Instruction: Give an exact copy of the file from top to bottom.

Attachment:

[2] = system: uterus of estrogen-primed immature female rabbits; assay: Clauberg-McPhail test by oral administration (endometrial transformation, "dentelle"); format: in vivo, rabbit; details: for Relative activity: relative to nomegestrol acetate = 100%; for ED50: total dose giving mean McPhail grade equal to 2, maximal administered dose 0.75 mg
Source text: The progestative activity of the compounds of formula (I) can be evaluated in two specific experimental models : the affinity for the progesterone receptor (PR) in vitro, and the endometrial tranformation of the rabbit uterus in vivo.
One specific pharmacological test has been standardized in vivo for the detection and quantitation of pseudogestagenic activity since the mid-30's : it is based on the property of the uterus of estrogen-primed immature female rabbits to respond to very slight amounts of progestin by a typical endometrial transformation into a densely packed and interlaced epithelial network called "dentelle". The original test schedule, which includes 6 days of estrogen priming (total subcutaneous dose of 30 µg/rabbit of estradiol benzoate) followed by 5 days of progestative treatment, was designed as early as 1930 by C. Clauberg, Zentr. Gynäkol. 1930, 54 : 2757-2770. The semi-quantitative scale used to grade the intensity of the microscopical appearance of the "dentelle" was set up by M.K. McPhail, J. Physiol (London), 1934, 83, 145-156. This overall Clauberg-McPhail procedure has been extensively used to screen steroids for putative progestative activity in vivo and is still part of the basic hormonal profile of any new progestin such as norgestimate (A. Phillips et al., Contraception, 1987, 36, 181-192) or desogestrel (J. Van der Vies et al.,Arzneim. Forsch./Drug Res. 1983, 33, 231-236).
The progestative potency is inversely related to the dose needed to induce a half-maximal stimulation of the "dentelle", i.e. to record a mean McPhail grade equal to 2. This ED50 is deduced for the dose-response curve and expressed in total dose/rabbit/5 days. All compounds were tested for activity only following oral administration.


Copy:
[2] = system: uterus of estrogen-primed immature female rabbits; assay: Clauberg-McPhail test by oral administration (endometrial transformation, "dentelle"); format: in vivo, rabbit; details: for Relative activity: relative to nomegestrol acetate = 100%; for ED50: total dose giving mean McPhail grade equal to 2, maximal administered dose 0.75 mg
Source text: The progestative activity of the compounds of formula (I) can be evaluated in two specific experimental models : the affinity for the progesterone receptor (PR) in vitro, and the endometrial tranformation of the rabbit uterus in vivo.
One specific pharmacological test has been standardized in vivo for the detection and quantitation of pseudogestagenic activity since the mid-30's : it is based on the property of the uterus of estrogen-primed immature female rabbits to respond to very slight amounts of progestin by a typical endometrial transformation into a densely packed and interlaced epithelial network called "dentelle". The original test schedule, which includes 6 days of estrogen priming (total subcutaneous dose of 30 µg/rabbit of estradiol benzoate) followed by 5 days of progestative treatment, was designed as early as 1930 by C. Clauberg, Zentr. Gynäkol. 1930, 54 : 2757-2770. The semi-quantitative scale used to grade the intensity of the microscopical appearance of the "dentelle" was set up by M.K. McPhail, J. Physiol (London), 1934, 83, 145-156. This overall Clauberg-McPhail procedure has been extensively used to screen steroids for putative progestative activity in vivo and is still part of the basic hormonal profile of any new progestin such as norgestimate (A. Phillips et al., Contraception, 1987, 36, 181-192) or desogestrel (J. Van der Vies et al.,Arzneim. Forsch./Drug Res. 1983, 33, 231-236).
The progestative potency is inversely related to the dose needed to induce a half-maximal stimulation of the "dentelle", i.e. to record a mean McPhail grade equal to 2. This ED50 is deduced for the dose-response curve and expressed in total dose/rabbit/5 days. All compounds were tested for activity only following oral administration.